Times are tough for many of us financially and unfortunately it seems that pets are often the first to lose out when it comes to cutting back on living costs. As behaviourists and trainers, we often face this reality when dealing with people who want help, but are reluctant to pay for it. Unlike veterinary care, training and behaviour modification is not always viewed as essential and unlike veterinary care, there are also many options when it comes to finding behaviour or training assistance in a totally unregulated industry. Anyone can start a Facebook page and claim to be a dog trainer!
Aside from the fact that this means an enormous amount of dangerously false information is dished out to the public on the subject of dog behaviour, it also means that there is no industry standard for what should or shouldn’t be charged for services. While most qualified trainers and behaviourists (people with actual recognised, decent qualifications in the field) charge very similar rates for the same services, those who are not qualified will sometimes charge a pittance, because they are really just dabbling and have other sources of income, or exorbitant and frankly quite crazy amounts - let’s be blunt – because in many cases they are simply crazy and it is their eccentricity and apparent self-assuredness that attracts clients.
So, I would like to take the opportunity to explain the basis on which reputable training schools, run by qualified professionals, structure their fees:
It is our full-time profession. People often ask: What do you do the rest of the time? We always answer: THIS! This is what we do – we train dogs and work with owners to modify behaviour full-time. It is not a hobby. We are not dabbling. This is our livelihood. Many of us are also involved in teaching the next generation of trainers and behaviourists, but everything we do is in the same profession.
We have years of study at considerable expense under our belts: Believe it or not, dog training is a science. Modifying behaviour means understanding learning theory and how behaviour works on a physiological, neurological and emotional level. If you enjoy neuroscience, behaviour is a fantastic subject to study, but it is also hard work!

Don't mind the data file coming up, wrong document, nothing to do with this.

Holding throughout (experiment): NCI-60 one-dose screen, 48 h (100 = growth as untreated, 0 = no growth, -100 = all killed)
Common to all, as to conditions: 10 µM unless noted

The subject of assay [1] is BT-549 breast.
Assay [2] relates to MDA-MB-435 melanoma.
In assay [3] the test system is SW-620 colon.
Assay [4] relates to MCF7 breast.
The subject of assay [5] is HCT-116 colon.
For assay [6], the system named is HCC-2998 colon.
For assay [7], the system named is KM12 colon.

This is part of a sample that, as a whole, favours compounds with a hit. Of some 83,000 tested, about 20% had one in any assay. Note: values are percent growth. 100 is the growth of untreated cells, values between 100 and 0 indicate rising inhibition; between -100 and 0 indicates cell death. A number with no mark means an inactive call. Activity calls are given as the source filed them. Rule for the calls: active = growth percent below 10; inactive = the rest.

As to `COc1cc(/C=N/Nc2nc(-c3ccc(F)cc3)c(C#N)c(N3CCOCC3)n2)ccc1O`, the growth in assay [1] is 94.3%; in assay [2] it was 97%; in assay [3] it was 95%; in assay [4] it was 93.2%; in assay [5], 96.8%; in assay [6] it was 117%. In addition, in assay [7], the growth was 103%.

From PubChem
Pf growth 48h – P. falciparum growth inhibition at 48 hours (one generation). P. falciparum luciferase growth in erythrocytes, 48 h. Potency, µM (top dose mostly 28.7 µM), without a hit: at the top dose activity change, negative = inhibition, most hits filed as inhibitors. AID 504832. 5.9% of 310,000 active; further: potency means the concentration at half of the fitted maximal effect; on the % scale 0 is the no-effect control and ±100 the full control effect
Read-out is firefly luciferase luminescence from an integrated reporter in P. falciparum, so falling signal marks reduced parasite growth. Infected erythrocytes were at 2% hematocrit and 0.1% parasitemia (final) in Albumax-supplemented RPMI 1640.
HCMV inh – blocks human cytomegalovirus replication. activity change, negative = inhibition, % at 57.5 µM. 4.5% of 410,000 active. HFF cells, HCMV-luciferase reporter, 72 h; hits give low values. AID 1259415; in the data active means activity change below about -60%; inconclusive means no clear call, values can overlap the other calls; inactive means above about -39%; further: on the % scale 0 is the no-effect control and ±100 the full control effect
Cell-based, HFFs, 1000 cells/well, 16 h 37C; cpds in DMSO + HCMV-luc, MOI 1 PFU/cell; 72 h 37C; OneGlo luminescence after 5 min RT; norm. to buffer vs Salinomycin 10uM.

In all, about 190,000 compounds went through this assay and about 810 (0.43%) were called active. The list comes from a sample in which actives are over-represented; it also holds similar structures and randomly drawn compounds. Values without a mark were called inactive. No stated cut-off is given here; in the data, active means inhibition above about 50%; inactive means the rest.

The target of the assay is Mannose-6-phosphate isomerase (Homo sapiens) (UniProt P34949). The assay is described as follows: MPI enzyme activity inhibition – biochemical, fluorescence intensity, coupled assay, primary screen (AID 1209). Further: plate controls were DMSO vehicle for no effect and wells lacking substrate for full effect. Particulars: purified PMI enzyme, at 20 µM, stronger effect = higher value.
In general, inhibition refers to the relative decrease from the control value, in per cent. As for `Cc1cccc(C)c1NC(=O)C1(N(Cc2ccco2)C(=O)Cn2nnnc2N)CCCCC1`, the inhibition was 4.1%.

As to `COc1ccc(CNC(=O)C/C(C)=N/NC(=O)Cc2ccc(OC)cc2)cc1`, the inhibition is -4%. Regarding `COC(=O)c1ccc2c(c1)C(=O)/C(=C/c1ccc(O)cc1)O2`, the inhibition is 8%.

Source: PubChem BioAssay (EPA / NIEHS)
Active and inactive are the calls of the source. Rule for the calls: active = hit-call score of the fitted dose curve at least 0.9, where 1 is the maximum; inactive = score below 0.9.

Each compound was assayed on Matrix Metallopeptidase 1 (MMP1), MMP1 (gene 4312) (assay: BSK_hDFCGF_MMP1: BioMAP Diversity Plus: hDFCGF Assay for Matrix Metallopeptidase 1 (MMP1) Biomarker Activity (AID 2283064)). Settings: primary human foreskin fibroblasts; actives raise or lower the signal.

We have to rent suitable, safe premises from which to work: While amateur trainers may conduct classes on public fields, verges and in parking lots, running classes that are safe and secure for dogs means renting private spaces that are securely fenced, away from traffic, disease free, and do not allow access for free roaming dogs or strangers. As professionals, we put the safety of our clients and their dogs first – compromising on this is not an option. Unfortunately, renting grounds does not come cheap!
Paying staff: Successful training schools seldom manage with just one trainer. To provide enough individual attention for every client and to ensure the smooth running of classes, more than one trainer per class is generally needed. Those trainers need to be qualified professionals as well and they need to be paid accordingly.
Admin time and costs: While many people think that a trainer’s job is limited to the time spent on the field, many of us spend several hours a day doing admin for our training schools. Answering emails from clients, sending out information, planning lessons and working on training class aids like videos and notes etc. is all part of the job.
Please do take all of this into account when asking us for help. We love dogs and we love what we do, but we also need to eat! While this profession may be a calling, warm fuzzy feelings don’t pay the bills. Unfortunately, we often seem to be confused with animal rescue organisations, but we are not in fact a charity. Please consider that because working with animals has a strong emotional component, it is often very hard for us to set boundaries and to say no, but that we also must look after ourselves in order to survive. Before choosing a cheap dog training option, make sure you “compare apples with apples” – have a look at what other schools with qualified professional trainers are charging, rather than making comparisons with traditional-style training clubs with unqualified volunteers or hobby-trainers who think they know something after having a dog for 5 minutes!